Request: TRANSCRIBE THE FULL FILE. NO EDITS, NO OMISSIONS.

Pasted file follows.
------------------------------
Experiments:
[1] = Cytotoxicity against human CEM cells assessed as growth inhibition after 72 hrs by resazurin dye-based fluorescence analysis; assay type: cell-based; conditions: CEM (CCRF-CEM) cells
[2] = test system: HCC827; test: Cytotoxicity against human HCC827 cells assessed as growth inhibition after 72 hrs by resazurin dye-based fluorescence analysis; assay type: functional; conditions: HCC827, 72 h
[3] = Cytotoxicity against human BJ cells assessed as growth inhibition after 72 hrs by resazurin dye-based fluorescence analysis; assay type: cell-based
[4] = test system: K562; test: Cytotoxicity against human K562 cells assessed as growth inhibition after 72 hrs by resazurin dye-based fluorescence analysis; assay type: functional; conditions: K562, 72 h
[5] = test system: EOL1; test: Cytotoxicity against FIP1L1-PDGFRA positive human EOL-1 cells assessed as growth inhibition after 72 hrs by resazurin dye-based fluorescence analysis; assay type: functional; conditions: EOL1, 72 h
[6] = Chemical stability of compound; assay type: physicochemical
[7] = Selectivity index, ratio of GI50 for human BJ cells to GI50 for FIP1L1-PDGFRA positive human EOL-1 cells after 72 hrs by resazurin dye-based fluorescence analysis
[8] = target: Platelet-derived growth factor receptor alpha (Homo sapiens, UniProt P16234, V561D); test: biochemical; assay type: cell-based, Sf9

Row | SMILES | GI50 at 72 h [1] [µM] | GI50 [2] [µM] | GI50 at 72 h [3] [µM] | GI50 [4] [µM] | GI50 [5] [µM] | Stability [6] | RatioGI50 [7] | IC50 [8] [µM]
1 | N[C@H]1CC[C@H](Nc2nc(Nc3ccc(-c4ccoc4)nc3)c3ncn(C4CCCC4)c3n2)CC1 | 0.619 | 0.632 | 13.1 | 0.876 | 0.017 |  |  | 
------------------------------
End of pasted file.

Experiments:
[1] = Cytotoxicity against human CEM cells assessed as growth inhibition after 72 hrs by resazurin dye-based fluorescence analysis; assay type: cell-based; conditions: CEM (CCRF-CEM) cells
[2] = test system: HCC827; test: Cytotoxicity against human HCC827 cells assessed as growth inhibition after 72 hrs by resazurin dye-based fluorescence analysis; assay type: functional; conditions: HCC827, 72 h
[3] = Cytotoxicity against human BJ cells assessed as growth inhibition after 72 hrs by resazurin dye-based fluorescence analysis; assay type: cell-based
[4] = test system: K562; test: Cytotoxicity against human K562 cells assessed as growth inhibition after 72 hrs by resazurin dye-based fluorescence analysis; assay type: functional; conditions: K562, 72 h
[5] = test system: EOL1; test: Cytotoxicity against FIP1L1-PDGFRA positive human EOL-1 cells assessed as growth inhibition after 72 hrs by resazurin dye-based fluorescence analysis; assay type: functional; conditions: EOL1, 72 h
[6] = Chemical stability of compound; assay type: physicochemical
[7] = Selectivity index, ratio of GI50 for human BJ cells to GI50 for FIP1L1-PDGFRA positive human EOL-1 cells after 72 hrs by resazurin dye-based fluorescence analysis
[8] = target: Platelet-derived growth factor receptor alpha (Homo sapiens, UniProt P16234, V561D); test: biochemical; assay type: cell-based, Sf9

Row | SMILES | GI50 at 72 h [1] [µM] | GI50 [2] [µM] | GI50 at 72 h [3] [µM] | GI50 [4] [µM] | GI50 [5] [µM] | Stability [6] | RatioGI50 [7] | IC50 [8] [µM]
1 | N[C@H]1CC[C@H](Nc2nc(Nc3ccc(-c4ccoc4)nc3)c3ncn(C4CCCC4)c3n2)CC1 | 0.619 | 0.632 | 13.1 | 0.876 | 0.017 |  |  | 